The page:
CHICAGO -- Trying to strike a chord with financially strapped voters, Bob Dole promised yesterday to stoke the engine of American growth with a broad array of tax cuts.
"It's time to unshackle the U.S. economy from the big-government ball and chain and 'Go for the gold,' " the Republican presidential contender told an enthusiastic crowd at a forum sponsored by the Chicago Chamber of Commerce.
Dole's economic proposal, which is to be the central theme of his campaign, comes at the beginning of a two-week period in which he will announce his choice for a running mate and deliver his acceptance speech next Thursday at the convention in San Diego.
Dole contended that high federal budget deficits and high taxes are producing the "Clinton middle-class squeeze." He pledged to balance the budget and provide "tax relief for America's working families."
Dole's $548 billion program calls for a 15 percent reduction in income tax rates phased in over three years, slicing in half the tax on capital gains, and providing tax credits of up to $500 per child. He would expand the use of IRAs and repeal the 1993 increase on Social Security income subject to taxes.
The result, Dole said, would be to lower the federal income tax bill of a family of four making $35,000 a year by 56 percent.
"But this is only the beginning," he said. "We will not stop until we repeal the entire tax code and replace it with a simpler, fairer, flatter system that will allow Americans to file their tax returns without the help of a lawyer or an accountant, or both."
At the White House, President Clinton and his top financial advisers denounced Dole's plan as a replay of a failed strategy advanced by supply-side economists associated with the Reagan administration -- one the Democrats now blame for quadrupling the national debt.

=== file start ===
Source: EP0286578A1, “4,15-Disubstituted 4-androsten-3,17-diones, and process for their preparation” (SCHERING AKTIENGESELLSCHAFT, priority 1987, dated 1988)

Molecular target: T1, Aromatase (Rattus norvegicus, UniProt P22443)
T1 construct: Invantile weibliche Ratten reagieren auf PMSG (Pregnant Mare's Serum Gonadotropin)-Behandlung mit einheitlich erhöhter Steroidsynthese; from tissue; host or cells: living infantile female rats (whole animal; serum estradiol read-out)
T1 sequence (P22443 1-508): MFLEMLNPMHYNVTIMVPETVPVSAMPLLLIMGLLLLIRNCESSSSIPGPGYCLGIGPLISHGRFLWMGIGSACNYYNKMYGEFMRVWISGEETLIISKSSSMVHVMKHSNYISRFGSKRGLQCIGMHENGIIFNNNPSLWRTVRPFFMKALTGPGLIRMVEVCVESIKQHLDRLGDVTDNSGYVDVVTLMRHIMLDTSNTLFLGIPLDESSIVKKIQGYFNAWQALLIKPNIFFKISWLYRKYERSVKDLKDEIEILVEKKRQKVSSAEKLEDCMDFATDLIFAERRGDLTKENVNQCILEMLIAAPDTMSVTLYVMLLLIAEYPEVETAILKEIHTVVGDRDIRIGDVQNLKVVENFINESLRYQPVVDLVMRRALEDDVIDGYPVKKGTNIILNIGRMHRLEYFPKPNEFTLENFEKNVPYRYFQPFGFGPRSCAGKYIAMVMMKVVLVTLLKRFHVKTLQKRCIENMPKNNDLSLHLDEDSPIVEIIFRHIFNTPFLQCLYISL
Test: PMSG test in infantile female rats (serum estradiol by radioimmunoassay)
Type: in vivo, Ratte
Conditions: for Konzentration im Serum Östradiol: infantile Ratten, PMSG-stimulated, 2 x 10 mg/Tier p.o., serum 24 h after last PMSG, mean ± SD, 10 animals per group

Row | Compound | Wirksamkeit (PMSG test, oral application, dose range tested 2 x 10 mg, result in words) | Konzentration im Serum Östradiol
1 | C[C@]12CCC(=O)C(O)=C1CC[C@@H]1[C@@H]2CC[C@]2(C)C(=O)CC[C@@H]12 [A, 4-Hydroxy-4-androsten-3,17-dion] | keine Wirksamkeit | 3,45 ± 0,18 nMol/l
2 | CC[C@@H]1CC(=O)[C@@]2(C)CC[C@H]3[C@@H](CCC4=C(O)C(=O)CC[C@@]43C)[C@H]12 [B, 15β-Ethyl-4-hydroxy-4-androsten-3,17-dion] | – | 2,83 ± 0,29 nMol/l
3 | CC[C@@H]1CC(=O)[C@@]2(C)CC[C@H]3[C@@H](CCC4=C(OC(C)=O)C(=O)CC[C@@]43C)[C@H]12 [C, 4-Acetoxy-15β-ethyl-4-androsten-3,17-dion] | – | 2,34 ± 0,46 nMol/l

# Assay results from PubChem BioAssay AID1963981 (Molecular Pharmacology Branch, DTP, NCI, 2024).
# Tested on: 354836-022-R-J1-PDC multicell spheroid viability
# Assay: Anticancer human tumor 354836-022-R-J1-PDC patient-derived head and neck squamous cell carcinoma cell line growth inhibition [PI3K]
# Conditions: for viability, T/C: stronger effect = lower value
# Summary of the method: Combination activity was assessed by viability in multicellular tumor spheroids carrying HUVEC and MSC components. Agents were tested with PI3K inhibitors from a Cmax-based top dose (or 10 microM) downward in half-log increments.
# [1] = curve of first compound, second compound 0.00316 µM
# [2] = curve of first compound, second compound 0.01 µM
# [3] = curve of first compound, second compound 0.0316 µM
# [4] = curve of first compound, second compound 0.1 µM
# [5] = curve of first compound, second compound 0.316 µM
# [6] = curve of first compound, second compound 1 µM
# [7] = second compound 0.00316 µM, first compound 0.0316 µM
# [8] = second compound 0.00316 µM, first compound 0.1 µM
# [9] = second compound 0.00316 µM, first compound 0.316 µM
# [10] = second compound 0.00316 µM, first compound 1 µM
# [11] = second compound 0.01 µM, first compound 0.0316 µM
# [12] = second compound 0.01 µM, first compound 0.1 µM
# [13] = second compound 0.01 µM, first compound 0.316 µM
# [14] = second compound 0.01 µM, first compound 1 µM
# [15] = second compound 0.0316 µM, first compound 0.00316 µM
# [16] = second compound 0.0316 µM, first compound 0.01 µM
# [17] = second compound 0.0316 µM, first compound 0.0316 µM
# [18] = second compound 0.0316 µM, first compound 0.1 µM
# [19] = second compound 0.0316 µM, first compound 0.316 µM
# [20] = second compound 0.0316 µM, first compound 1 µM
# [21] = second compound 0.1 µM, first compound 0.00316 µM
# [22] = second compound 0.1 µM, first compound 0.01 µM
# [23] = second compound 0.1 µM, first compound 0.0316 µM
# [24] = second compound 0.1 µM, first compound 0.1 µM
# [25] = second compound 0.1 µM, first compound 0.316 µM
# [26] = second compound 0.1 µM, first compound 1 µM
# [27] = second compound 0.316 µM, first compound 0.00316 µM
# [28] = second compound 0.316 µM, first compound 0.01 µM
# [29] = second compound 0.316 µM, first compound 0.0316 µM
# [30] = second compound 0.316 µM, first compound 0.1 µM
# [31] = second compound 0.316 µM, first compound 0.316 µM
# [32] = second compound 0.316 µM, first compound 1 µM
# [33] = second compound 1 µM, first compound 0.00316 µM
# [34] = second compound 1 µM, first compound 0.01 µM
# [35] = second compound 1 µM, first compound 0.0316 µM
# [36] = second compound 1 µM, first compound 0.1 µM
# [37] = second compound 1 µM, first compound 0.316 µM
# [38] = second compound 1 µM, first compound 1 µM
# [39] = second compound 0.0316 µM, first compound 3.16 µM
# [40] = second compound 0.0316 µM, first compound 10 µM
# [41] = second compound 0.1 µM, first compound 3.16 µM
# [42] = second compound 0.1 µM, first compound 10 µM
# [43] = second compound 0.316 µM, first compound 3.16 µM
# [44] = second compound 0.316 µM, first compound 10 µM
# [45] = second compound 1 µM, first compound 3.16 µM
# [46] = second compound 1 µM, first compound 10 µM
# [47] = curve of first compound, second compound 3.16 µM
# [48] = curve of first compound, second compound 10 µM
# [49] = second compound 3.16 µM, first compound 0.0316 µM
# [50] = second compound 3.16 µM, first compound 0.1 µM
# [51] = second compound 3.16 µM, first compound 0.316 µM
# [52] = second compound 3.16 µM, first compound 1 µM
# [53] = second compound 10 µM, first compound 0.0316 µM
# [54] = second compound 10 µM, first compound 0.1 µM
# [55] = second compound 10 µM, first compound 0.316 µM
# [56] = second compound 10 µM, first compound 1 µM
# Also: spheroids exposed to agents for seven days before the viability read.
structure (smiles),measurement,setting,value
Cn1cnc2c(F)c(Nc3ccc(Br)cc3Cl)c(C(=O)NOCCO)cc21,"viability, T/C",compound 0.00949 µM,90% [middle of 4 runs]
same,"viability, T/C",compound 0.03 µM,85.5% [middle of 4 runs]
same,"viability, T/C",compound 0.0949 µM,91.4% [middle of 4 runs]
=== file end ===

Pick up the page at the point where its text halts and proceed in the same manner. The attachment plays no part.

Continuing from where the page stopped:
"I am unalterably opposed to going back to the mistake we made before in having big tax cuts that are not paid for," Clinton said. "It will balloon the deficit, raise interest rates and weaken the economy."
White House press secretary Mike McCurry, noting Dole's history as a budget-balancer leery of tax cuts without accompanying spending cuts, said "it was a sad thing to watch Senator Dole humiliate himself by walking away from those beliefs."
It is by Dole's own description a "dramatic" proposal that dwarfs the $245 billion proposal that Republican lawmakers pushed through Congress last year only to be vetoed by Clinton.
"As of this moment, Bill Clinton and his party are the defenders of the status quo," Dole declared. "We are the party of change."
Dole's plan is being offered at a time when he is still lagging by as much as 15 to 20 points behind Clinton. "They say I'm betting the farm; I'm betting the country," Dole said.
"This is not a time to bet the country, it is a time to lead the country," countered White House chief of staff Leon E. Panetta.
The Clinton campaign yesterday launched an ad campaign charging that Dole is "gambling with our future" with a return to "supply-side economics."
"We are anxious to get into this debate," said Joe Lockhart, Clinton's campaign press secretary, who showed up at the Fairmont Hotel.
The focus of the Democrats' criticism is that Dole's tax cuts are not fully offset by spending cuts. Instead, Dole relies in part on $147 billion worth of "income growth effect," increased tax revenues he says would result from the more buoyant economic growth produced by the tax cuts.
White House budget adviser Gene Sperling said the growth factor anticipated in Dole's package was twice what Reagan had projected from the similar-sized tax cuts of 1981.
But Dole came prepared for criticism, and he spent a substantial portion of his speech defending himself. On the issue of fiscal austerity that has been a hallmark of his career, Dole said:
"We have long had a debate in our party about which should come first: Growth advocates say tax cuts. Fiscal conservatives say balanced budget. I say they're both right."